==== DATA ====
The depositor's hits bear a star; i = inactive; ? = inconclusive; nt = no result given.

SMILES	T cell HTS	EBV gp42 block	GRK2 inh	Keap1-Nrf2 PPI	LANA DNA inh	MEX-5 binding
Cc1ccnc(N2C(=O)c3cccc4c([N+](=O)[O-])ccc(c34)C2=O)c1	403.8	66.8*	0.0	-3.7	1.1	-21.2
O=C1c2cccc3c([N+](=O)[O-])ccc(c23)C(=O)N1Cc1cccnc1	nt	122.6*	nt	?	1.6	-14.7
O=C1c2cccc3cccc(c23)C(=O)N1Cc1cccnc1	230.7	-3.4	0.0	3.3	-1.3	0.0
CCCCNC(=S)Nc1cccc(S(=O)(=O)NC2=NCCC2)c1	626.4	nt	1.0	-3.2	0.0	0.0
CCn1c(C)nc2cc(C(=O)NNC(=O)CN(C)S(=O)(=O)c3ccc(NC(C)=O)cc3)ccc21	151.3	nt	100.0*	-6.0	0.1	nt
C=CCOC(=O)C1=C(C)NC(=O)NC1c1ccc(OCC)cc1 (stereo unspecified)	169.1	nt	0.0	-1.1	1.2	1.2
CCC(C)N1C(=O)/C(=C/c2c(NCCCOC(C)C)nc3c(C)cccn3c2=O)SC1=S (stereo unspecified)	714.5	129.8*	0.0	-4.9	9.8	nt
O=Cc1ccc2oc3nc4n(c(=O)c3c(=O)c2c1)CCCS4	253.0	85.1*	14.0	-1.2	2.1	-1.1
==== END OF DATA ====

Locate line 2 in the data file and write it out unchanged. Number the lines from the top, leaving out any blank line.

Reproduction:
SMILES	T cell HTS	EBV gp42 block	GRK2 inh	Keap1-Nrf2 PPI	LANA DNA inh	MEX-5 binding